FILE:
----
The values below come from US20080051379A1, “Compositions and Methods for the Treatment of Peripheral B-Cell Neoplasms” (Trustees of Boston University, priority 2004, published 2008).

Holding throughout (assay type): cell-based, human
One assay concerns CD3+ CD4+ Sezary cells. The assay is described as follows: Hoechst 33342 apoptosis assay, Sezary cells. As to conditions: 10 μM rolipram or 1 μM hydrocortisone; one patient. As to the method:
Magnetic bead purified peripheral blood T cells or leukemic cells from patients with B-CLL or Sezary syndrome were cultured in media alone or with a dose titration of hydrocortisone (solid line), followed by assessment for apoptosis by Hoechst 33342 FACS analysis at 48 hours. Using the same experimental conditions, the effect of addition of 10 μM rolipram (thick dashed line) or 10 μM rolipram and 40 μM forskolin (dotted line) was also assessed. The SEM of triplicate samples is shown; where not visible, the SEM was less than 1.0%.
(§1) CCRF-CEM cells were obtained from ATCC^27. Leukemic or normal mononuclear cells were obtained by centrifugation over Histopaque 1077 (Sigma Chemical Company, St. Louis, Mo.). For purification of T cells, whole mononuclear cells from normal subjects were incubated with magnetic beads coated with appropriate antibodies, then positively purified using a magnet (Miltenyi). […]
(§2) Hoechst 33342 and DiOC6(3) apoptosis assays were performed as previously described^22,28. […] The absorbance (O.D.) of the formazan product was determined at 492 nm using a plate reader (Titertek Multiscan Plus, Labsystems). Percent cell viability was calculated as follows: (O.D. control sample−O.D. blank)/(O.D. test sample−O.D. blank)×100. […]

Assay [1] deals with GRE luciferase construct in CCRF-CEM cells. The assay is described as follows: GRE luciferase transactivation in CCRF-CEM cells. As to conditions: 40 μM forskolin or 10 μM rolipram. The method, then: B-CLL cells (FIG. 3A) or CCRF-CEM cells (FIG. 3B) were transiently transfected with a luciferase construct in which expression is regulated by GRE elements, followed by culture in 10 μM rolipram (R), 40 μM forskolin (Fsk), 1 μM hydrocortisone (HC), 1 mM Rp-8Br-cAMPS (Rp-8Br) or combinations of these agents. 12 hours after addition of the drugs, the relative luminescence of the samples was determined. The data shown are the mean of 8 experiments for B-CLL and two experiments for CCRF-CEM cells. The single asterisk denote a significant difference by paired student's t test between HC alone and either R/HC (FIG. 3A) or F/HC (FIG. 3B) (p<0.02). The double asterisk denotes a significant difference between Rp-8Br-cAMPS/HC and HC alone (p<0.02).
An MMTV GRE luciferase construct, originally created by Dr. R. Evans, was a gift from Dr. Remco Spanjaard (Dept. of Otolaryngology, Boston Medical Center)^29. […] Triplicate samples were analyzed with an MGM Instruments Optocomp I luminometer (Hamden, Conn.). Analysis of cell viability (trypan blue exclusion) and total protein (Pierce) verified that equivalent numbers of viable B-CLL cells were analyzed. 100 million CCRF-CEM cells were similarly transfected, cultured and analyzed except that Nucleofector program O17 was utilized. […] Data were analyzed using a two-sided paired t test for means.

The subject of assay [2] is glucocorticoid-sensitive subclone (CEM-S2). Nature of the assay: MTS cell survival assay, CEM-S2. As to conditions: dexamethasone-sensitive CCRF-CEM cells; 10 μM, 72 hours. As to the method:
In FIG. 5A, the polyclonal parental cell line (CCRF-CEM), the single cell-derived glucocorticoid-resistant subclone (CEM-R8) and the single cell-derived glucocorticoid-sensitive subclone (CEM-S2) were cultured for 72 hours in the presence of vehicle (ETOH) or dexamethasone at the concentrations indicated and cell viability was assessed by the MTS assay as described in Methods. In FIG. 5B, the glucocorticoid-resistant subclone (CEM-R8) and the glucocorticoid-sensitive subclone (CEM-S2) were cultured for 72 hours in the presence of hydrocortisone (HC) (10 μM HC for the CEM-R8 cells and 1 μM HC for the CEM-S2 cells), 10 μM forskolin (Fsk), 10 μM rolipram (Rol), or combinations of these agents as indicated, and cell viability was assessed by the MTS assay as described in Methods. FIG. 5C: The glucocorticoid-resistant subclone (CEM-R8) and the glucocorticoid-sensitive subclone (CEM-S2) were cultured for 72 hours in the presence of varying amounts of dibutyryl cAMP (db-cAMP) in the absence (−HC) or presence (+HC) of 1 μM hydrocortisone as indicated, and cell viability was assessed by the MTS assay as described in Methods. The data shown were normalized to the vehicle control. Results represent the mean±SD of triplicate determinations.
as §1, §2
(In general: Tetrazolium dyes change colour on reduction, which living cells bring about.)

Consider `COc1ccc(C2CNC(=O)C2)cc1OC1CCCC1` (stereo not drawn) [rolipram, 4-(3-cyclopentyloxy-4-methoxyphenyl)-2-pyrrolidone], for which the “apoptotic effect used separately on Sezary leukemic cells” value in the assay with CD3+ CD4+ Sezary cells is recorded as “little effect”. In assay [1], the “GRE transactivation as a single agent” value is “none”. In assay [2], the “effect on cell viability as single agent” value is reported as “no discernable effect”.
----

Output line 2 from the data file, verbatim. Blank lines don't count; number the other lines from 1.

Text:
Holding throughout (assay type): cell-based, human